The Voidz ‘Virtue’ / Albert Hammond Jr ‘Francis Trouble’ – Review

17 Jun

The name Julian Casablancas hasn’t really been a marker of quality for at least a decade. The last universally adored Strokes album came out in 2003, and his output since then has been hit and miss to say the least. ‘First Impressions of Earth’ and debut solo album ‘Phrazes for the Young’ remain cult fan favourites, whilst I personally loved ‘Angles’. But The Strokes most recent full length, ‘Comedown Machine’ was massively underwhelming and his last solo album was flat out unlistenable for large stretches. ‘Tyranny’ was at least appropriately named; Casablancas is notoriously dictatorial in studio. Made with underlings ‘the Voidz, the album sounded defiantly difficult, shambolic and tuneless. He’s returned to the project for ‘Virtue’, a sequel with a similarly abstract title that makes little more effort to be an enjoyable listening experience. However, it ends up (by happy accident you suspect) being much more fun.

It starts strongly with one of the best out and out songs Casablancas has composed in years. ‘Leave It In My Dreams’ has the rough aesthetic of the best Strokes songs but the arrangement, in typical Voidz fashion, is demented and busy. Little else on the album is this straightforwardly tuneful but there are odd moments of joy sprinkled throughout. Musically it’s all over the shop; elements of hair metal, world music, electronica, trap and bubblegum pop get thrown in to an industrial grade blender and the results are wildly varied in both consistency and quality. At its best (‘we’re where we were’, QYUURYUS’, ‘Pyramid of Bones’) Casablancas sounds more alert and dynamic than at any point in the past 7 years. At its worst It sounds stomach churningly awful. Overall It evens out in to an exciting, unpredictable mess that even in its most terrible moments is enlivened by a sense of adventure and risk. Like his friend and fellow innovator Jack White (whose most recent solo album was equally uneven and divisive) Casablncas is a restless auteur, still splitting opinion well in to his second decade of releasing music.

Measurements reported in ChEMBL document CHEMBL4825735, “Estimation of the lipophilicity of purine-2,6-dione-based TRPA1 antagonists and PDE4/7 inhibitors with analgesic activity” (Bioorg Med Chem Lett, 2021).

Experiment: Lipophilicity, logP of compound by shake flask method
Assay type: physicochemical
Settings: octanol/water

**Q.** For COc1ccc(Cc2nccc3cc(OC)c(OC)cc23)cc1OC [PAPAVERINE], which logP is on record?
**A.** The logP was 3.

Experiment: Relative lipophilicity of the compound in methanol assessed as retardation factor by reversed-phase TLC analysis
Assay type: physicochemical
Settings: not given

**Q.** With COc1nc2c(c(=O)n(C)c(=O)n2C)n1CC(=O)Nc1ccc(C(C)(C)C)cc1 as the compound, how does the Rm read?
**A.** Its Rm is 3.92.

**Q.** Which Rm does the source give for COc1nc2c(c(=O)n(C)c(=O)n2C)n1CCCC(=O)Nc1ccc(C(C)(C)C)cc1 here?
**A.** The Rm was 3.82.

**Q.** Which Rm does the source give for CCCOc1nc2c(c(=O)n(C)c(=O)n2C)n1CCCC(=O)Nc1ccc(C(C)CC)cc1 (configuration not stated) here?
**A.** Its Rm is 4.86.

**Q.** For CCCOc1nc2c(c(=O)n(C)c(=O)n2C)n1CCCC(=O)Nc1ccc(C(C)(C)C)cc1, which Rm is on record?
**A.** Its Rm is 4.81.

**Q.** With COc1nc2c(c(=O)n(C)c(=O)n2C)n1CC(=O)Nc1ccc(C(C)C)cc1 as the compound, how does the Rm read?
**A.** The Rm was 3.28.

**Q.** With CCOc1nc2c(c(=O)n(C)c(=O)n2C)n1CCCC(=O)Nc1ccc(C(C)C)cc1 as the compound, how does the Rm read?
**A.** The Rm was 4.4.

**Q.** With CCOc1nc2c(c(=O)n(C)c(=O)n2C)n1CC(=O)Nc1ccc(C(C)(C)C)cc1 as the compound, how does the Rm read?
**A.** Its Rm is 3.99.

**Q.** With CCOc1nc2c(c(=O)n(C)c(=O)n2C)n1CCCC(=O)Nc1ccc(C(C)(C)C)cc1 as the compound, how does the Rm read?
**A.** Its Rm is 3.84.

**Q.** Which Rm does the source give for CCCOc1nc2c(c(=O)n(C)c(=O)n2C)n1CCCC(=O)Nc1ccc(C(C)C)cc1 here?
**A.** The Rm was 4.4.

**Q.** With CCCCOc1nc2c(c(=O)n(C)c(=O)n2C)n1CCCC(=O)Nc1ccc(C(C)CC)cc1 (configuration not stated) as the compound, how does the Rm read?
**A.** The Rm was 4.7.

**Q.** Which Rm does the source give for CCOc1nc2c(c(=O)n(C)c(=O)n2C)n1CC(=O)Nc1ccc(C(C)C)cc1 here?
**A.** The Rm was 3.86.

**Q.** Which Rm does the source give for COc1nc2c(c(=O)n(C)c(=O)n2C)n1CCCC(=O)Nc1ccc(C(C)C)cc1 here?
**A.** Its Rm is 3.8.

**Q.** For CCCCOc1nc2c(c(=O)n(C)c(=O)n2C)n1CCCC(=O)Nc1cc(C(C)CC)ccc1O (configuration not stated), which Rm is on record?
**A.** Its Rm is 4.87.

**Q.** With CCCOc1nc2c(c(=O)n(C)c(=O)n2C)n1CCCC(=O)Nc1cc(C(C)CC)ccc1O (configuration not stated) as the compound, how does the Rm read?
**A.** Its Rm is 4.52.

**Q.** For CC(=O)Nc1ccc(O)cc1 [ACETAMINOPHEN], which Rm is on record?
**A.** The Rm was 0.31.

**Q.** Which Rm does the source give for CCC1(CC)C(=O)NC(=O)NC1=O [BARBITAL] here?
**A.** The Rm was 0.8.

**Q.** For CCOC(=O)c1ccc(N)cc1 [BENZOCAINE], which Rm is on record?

Fans have known for a while that the safest place to turn for your Strokes related kicks has been Albert Hammond Jr. Nobody could really blame Hammond if he was content to be remembered as arguably the coolest, and perhaps the greatest, rhythm guitarist in a 21st century rock band. But rather than rest on his laurel’s, Hammond Jr has quietly and assuredly been carving out a solo career of some note. ‘Francis Trouble’ is his fifth album, which puts his tally at the same number as The Strokes.

Lacking the expansive warmth and ambition of his still memorable 2006 debut ‘Yours to Keep’, or the knife edge tension of 2015’s ‘Momentary Masters’, ‘Francis Trouble’ initially sounds like a rather anticlimactic addition to the discography. But it’s laid back cool and understated professionalism is exactly what makes it such a likeable, if unspectacular, record. Comparisons to a transatlantic Ellis Costello come easily but the restrained guitar riffs and clipped melodies are unmistakably his own. Highlights include the limber ballad ‘Strangers’ and the album’s giddy lead track ‘Dvsl’.

Compared to the wild ups and downs of ‘Virtue’, ‘Francis Trouble’ sounds pretty steady and unspectacular. But there is something commendable in being reliable. To marry the ambition of ‘Virtue’ with the steady hand of ‘Francis Trouble’ might result in something truly worthy of The Strokes legacy.

The Voidz ‘Virtue’ – 6.5/10

Albert Hammond Jr ‘Francis Trouble’ – 6/10

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